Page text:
Six red-state Republican Senators (Brownback (Kan.), Craig (Idaho), Chambliss (Ga.), Crapo (Idaho), Graham (S.C.) & Inhofe (Okla.)) have introduced the Tax Code Termination Act (S. 2463), which would repeal the Internal Revenue Code as of January 1, 2010. The bill does not say what will take the place of the Tax Code. Instead, the bill directs that Congress enact a new "simple and fair" tax law by July 4, 2009 that:

(1) applies a low rate to all Americans,

(2) provides tax relief for working Americans,

(3) protects the rights of taxpayers and reduces tax collection abuses,

(4) eliminates the bias against savings and investment

(5) promotes economic growth and job creation, and

(6) does not penalize marriage or families.

Sen. Craig's press release pegs the repeal date as of January 1, 2008, but the language of the bill says 2010. I guess that is one of the details they will work out later.

May 24, 2004 in News | Permalink | Comments (0) | TrackBack (2)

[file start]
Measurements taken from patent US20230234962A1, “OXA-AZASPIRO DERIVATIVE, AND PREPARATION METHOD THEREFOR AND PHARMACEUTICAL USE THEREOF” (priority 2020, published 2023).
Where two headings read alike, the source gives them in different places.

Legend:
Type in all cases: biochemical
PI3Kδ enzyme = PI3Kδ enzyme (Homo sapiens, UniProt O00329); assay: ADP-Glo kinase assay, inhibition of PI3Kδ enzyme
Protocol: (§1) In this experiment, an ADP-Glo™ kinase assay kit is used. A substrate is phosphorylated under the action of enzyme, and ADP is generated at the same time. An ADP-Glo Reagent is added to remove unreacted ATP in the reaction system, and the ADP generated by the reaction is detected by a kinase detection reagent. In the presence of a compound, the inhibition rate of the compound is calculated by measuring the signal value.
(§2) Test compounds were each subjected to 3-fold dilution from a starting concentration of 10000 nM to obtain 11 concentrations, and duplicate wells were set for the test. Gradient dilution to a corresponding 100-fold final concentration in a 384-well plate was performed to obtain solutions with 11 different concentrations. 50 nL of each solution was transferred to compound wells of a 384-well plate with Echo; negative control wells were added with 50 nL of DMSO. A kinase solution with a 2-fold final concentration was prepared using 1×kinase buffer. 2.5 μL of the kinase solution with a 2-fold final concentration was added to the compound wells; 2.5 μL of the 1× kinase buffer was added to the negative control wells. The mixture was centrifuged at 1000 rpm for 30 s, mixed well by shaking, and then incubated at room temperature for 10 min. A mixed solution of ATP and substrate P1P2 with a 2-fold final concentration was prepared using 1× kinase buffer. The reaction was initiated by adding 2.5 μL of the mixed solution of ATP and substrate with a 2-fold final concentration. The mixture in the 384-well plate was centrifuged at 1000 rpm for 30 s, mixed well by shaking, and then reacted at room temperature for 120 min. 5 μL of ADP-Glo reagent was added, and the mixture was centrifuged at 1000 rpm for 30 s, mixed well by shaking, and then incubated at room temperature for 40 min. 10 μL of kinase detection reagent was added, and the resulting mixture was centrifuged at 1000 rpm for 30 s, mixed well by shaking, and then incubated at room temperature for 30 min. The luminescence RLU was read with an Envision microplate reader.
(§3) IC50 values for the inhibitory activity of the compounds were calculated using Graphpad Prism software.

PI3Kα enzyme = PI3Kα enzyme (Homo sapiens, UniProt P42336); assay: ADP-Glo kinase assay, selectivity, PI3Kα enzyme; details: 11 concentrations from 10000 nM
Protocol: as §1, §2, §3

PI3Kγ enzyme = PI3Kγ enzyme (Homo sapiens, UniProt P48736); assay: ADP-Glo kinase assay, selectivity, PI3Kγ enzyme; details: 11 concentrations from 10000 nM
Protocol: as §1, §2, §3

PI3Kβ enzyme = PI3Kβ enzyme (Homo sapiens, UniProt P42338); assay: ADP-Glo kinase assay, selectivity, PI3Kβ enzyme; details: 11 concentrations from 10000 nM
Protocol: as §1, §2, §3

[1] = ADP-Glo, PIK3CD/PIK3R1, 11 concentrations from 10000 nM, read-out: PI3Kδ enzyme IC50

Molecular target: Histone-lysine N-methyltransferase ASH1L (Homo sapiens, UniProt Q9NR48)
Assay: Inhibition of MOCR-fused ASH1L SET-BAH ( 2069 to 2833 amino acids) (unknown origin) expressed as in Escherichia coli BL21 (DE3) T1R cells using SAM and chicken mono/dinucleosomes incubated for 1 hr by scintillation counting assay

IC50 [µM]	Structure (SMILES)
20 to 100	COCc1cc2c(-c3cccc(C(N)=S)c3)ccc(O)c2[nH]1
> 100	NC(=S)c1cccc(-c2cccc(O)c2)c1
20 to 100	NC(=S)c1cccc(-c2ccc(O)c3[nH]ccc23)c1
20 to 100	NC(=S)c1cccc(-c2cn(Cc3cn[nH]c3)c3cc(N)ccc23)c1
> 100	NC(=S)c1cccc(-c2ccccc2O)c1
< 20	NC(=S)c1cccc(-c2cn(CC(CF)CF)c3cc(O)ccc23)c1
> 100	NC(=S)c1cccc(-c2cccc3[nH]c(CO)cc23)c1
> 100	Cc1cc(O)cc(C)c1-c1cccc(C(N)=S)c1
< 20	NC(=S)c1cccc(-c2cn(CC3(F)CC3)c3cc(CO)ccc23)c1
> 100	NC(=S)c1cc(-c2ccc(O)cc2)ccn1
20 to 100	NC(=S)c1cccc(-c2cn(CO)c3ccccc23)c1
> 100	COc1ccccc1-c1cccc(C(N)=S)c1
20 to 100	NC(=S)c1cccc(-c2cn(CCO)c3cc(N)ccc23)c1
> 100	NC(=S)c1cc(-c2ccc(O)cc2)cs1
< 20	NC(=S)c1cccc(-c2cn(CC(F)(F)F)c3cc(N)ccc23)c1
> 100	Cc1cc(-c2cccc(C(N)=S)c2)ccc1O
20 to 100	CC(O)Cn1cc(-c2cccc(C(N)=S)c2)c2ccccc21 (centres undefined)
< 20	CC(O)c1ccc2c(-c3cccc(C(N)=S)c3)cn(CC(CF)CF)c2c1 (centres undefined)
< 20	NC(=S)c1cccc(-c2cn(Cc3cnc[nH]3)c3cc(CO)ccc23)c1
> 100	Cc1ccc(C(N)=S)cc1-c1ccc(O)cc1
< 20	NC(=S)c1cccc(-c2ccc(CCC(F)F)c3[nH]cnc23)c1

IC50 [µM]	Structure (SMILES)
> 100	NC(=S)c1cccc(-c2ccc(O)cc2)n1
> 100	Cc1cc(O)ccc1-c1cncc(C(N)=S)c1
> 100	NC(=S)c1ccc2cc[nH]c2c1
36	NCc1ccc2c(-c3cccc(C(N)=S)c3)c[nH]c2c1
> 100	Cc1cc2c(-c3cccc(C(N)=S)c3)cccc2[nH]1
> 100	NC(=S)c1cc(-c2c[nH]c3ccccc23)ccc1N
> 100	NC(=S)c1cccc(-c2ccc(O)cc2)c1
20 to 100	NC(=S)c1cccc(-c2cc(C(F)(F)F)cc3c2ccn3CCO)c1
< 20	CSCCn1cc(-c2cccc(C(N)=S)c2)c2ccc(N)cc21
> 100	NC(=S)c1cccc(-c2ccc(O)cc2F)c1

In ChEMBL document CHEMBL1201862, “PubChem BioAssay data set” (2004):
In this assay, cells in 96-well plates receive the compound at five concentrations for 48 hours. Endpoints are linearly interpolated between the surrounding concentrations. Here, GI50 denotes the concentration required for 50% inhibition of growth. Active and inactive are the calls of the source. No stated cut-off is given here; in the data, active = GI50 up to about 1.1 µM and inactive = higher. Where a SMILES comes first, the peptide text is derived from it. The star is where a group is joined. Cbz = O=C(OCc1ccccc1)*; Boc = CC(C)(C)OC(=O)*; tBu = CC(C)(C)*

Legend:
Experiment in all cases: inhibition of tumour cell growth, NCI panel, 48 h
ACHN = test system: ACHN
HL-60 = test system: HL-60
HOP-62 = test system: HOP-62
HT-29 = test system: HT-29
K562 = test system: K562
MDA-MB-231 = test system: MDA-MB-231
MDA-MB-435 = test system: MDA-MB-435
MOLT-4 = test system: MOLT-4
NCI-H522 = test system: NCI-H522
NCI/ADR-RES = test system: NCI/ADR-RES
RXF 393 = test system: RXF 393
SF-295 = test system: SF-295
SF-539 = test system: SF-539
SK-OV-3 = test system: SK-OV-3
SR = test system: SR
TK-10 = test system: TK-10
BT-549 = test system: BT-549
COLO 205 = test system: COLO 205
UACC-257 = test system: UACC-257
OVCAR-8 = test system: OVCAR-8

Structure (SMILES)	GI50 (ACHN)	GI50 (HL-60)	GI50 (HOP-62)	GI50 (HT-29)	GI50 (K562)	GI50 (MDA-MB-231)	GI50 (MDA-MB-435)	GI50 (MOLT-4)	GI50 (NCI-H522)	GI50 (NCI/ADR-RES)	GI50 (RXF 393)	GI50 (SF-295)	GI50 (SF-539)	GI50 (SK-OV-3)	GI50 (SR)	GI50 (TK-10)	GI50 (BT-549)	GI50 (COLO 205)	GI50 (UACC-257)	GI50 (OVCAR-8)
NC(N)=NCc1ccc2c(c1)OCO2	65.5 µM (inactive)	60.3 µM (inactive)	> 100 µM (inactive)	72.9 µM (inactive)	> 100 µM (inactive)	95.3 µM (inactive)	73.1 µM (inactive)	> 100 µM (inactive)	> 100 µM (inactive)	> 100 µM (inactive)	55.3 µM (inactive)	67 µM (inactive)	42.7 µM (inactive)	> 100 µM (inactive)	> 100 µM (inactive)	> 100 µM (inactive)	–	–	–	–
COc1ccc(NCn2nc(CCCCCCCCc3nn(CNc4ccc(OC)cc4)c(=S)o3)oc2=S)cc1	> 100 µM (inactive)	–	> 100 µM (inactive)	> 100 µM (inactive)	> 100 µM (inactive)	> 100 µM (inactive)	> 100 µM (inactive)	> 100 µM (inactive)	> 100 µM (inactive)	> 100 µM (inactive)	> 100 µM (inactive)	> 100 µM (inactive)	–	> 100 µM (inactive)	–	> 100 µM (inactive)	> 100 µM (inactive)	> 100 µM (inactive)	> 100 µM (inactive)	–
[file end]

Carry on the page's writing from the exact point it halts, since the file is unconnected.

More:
Weekend Roundup

Sunday, May 23, 2004

Johnson on Desirability of Corporate Form

Monday, May 24, 2004

Calvin Johnson (Texas) has posted The Incredible Shrinking Domain of Corporate Stock on SSRN. Here is the abstract:

Twenty-five years ago, the best tax vehicle for a business enterprise was clearly growth stock, in which the corporation accumulated its earnings. The growth stock strategy was so advantageous that shareholders could tolerate managers taking rents out of the corporation in excess of the value they added. With the drop in individual rates, however, using a corporation subject to section 11 tax is getting very hard to justify. Corporate stock is clearly rational only as an estate-planning device for investments that will benefit from the step-up in basis at death. For very-long-term investments, Johnson explains, corporate stock might be justified if it causes sufficiently higher pretax return to the enterprise, if it convinces investors to accept sufficiently lower after-tax returns, or if corporations have sufficiently better access to tax shelters. As the term of the investment gets shorter, however, the tax barriers to use of corporate stock get higher. At investment terms of, say, five years, Johnson concludes that the barriers to use of the corporate form look insurmountable.

May 23, 2004 in Scholarship | Permalink | Comments (0) | TrackBack (0)